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111 is new national number for non-emergency healthcare

A new free three-digit number making it easier for patients to access non-emergency healthcare 24 hours a day was given the go ahead today.

The new 111 service will effectively assess callers' needs to ensure they receive the right service, first time. It will route patients to a locally available service or provide appropriate advice and information.

The NHS across England offers a range of options for accessing non-emergency healthcare. Services such as walk-in centres, out-of-hours GP services and minor injuries units mean patients now have more choice than ever before when they need non-emergency healthcare. 

However, patients are not always sure where to go for treatment when they need medical help - but the situation is not life-threatening - especially when away from home.

When someone calls 111, they will be assessed straight away. If it is an emergency, their call will be immediately passed to the ambulance service who will despatch an ambulance without the need for any further assessment.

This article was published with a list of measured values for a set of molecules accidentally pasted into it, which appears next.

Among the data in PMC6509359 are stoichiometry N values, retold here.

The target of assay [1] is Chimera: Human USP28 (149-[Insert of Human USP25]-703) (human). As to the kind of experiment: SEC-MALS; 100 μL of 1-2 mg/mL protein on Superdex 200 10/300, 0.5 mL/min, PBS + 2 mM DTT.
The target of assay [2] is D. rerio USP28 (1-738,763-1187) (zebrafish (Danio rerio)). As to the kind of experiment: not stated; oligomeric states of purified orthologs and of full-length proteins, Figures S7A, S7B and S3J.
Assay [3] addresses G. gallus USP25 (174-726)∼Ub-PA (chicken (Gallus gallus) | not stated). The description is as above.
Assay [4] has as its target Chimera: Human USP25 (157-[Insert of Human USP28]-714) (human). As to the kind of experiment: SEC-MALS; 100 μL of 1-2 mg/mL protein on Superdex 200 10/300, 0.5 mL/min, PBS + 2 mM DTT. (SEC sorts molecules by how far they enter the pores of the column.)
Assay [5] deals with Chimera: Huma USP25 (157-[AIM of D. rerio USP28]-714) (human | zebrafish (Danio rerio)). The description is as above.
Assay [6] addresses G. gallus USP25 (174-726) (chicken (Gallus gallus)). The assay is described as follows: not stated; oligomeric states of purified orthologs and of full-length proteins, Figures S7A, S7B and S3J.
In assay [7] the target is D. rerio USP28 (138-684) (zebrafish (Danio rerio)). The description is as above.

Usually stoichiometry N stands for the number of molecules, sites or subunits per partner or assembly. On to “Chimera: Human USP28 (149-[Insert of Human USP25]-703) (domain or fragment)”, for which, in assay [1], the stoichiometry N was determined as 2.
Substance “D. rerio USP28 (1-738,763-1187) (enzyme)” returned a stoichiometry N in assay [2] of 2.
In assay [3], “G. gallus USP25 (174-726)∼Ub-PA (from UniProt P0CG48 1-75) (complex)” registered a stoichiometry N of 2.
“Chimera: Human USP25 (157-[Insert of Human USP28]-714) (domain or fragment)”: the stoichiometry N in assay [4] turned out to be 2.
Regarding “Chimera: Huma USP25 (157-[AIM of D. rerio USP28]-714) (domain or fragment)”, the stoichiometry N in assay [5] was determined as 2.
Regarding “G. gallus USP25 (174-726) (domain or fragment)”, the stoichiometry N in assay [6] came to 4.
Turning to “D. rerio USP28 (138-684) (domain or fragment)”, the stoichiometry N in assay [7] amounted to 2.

For minor illnesses and injuries the 111 service will be able to provide immediate clinical advice. Should the caller need to see a GP, they will be referred to the nearest local centre.

The 111 service will be piloted by the local NHS in England in the North East, the East of England and the East Midlands from 2010 to evaluate the benefits to the public and the NHS, before potentially rolling it out nationally.

Health Minister Mike O'Brien said:

“Patients have told us that they need clear, easy advice on how to find healthcare quickly when its less urgent than 999 and I am delighted that Ofcom has allocated 111 for these purposes. Our research with the public showed a strong preference for 111 over any other three-digit numbers because it is easy to remember.

“The NHS has a range of non-emergency healthcare services.
The memorable 111 number will support these services and provide more choice for patients to find the care they need.  This will be particularly useful outside of GP surgery hours and for people who are away from home.”

111 will not replace existing local telephone services or NHS Direct but provide patients with an additional choice in how they find non-emergency care.  In the long-term, 111 could become the single number to access non-emergency care services in England, including NHS Direct. 999 will remain the number to call in an emergency situation.

The Department of Health is working closely with the NHS to make sure any new number which is introduced complements existing services.

Department of Health